Dazzling Public Bathrooms Star in Wim Wenders’ Latest Film

The art-house filmmaker has turned his lens on an unlikely muse: Tokyo’s public toilets.

Tokyo Toilet by Shigeru Ban. Film screenshot. Credit: Neon

Reporting TO the UN Headquarters on a brisk November morning to run a 5k is a blissful experience for precisely one reason: the opportunity to freshen up in Bryant Park’s well-attended bathrooms. In America’s major cities, including New York, an easy to access, continuously cleaned toilet is a veritable commodity that makes Birkins and Kellys look downright pedestrian. The best thing Equinox and New York’s three Soho Houses have to offer isn’t their communities—it’s their commodes. The Big Apple is by no means the only city impacted by a dearth of convenient public bathrooms, though it’s among the most vocal. San Francisco, which has become infamous for its $1.7 million single toilet proposal, is a close second.

In this light, it should come as little surprise that the Tokyo Toilet Project, which brought the city’s denizens well-maintained toilets by the likes of Shigeru BanTadao Ando, and Kengo Kuma, is the muse behind Wim Wenders’ latest film, Perfect Days. “It’s especially otherworldly to someone from New York,” film critic Bilge Ebiri writes, “where we treat bathrooms as unmentionable pits of stained despair that must never be made accessible to the public and certainly never kept clean.” Perfect Days, by contrast, stars Koji Yakusho as Hirayama, a quiet custodian who dabbles in film photography, reads William Faulkner and Patricia Highsmith, and spends his days tending to Tokyo’s public toilets.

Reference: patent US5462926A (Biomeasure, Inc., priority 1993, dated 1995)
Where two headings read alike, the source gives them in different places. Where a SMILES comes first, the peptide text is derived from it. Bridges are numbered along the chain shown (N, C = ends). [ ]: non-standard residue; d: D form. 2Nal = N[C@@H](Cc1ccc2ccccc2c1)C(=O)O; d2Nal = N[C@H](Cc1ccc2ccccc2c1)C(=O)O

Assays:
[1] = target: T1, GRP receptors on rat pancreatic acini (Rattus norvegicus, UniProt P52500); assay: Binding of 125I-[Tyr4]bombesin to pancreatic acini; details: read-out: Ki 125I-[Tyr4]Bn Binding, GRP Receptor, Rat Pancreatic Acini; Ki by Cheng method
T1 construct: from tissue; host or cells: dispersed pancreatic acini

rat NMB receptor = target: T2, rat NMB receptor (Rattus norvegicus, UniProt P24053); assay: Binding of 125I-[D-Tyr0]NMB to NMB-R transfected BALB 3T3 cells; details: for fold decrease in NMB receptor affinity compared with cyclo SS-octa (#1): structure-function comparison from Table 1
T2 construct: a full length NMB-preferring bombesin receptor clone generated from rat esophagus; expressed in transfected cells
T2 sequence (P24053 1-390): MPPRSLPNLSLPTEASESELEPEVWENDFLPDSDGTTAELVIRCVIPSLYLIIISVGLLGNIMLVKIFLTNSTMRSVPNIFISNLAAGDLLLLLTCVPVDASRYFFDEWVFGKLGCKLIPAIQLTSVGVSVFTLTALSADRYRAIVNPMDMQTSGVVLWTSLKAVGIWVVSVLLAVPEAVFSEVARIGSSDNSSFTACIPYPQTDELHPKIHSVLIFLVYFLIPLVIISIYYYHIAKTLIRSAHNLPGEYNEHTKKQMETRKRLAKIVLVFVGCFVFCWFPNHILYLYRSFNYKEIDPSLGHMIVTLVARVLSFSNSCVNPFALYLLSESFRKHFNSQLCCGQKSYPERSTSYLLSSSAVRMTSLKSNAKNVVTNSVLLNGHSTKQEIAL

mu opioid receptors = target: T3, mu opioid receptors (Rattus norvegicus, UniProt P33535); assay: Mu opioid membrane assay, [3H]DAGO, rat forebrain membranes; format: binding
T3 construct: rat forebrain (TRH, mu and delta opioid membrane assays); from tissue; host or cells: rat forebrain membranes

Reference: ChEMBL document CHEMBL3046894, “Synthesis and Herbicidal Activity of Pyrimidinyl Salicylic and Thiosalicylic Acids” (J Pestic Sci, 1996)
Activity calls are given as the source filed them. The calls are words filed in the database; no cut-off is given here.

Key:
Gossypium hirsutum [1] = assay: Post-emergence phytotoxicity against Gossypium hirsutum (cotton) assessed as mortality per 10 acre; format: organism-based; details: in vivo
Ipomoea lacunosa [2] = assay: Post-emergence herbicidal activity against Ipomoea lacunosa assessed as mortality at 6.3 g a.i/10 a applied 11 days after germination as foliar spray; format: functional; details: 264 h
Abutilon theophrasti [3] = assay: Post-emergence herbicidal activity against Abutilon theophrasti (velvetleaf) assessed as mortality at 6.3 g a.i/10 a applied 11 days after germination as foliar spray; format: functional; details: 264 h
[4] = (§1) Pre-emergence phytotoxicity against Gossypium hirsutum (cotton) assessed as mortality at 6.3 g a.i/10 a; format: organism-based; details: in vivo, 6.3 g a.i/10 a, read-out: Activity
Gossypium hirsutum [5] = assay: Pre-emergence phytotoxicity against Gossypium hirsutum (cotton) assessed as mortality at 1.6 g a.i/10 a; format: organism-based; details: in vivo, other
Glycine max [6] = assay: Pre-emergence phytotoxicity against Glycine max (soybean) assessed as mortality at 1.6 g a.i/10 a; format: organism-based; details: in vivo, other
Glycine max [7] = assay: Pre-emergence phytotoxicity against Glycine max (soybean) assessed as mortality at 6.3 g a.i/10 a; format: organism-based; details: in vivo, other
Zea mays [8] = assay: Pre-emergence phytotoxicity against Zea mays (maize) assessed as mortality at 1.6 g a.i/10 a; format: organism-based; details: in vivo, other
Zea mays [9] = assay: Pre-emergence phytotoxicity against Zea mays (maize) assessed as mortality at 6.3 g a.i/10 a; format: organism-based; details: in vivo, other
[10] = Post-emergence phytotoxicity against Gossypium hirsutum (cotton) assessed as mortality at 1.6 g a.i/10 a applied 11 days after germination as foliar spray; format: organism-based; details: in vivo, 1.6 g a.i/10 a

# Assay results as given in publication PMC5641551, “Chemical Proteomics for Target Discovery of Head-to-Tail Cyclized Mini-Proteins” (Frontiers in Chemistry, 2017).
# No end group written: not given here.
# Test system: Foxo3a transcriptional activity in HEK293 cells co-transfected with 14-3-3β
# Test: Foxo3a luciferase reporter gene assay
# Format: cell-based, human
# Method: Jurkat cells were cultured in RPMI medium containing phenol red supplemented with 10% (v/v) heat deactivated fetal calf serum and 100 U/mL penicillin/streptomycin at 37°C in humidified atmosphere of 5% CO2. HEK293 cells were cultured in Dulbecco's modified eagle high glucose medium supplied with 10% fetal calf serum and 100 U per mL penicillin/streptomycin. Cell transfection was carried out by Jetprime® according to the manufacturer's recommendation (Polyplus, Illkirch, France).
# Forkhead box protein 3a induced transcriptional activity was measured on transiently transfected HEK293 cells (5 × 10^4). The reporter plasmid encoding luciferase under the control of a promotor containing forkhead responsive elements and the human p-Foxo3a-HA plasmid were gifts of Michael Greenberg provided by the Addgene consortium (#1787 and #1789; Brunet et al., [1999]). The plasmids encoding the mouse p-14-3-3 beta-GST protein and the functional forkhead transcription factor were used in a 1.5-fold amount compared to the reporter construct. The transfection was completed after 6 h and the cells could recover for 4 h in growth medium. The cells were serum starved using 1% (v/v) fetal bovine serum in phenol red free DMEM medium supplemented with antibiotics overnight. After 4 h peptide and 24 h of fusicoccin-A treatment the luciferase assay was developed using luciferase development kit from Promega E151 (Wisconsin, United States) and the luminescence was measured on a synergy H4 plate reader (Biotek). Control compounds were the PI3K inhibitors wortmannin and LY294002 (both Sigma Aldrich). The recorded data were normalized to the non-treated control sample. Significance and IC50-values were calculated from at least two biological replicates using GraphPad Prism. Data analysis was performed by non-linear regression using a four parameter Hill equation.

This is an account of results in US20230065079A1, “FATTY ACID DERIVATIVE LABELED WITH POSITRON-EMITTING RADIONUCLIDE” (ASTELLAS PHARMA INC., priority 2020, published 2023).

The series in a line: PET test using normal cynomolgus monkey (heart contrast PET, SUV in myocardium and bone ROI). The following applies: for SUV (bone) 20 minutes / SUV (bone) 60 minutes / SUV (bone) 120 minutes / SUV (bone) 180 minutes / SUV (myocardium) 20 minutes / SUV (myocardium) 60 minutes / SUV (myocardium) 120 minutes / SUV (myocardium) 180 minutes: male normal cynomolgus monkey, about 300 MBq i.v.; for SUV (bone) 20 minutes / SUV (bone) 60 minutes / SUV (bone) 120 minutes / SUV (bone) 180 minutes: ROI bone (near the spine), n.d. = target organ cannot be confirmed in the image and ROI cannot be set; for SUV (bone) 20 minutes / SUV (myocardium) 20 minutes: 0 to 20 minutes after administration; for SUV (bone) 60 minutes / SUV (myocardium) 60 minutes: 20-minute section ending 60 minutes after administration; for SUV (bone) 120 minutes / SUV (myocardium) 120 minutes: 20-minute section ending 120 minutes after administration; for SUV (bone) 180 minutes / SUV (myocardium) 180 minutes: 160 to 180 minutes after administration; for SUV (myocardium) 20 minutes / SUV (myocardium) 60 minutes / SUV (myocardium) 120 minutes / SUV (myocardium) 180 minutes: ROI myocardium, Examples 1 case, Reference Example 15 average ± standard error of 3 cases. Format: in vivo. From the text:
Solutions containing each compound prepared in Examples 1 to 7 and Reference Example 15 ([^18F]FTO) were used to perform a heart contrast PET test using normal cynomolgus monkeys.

Tokyo Toilet by Kengo Kuma. Film screenshot. Credit: Neon

The project was spearheaded by Koji Yanai, a Fast Retailing executive, who, together with the Nippon Foundation, commissioned 17 star architects to create wheelchair-accessible public toilets in Shibuya City. According to the New York Times, Yanai invited Wenders to Tokyo, reportedly hopeful that they would strike inspiration within the Paris, Texas filmmaker. A delayed, spectator-less Tokyo 2020 Summer Olympics thwarted the project’s earlier planned debut. After seeing them, Wenders and screenwriter Takuma Takasaki hammered out a script in three weeks. The film, which was shot in a whirlwind 15 days, earned Yakusho a best actor award at Cannes in 2023. The rest is history.

“If I say Japanese toilets are world number one, no one will disagree,” Yanai told the Times late last year. Looking at the list of megawatt talents who signed onto the project, and their star turn opposite Wenders’ lens, why should they?

Tokyo Toilet by Masamichi Katayama/Wonderwall®︎. Film screenshot. Credit: Neon

For now, New Yorkers can look forward to waiting five more years for the city to bring five additional public toilets to its 302 square-mile footprint.

All Stories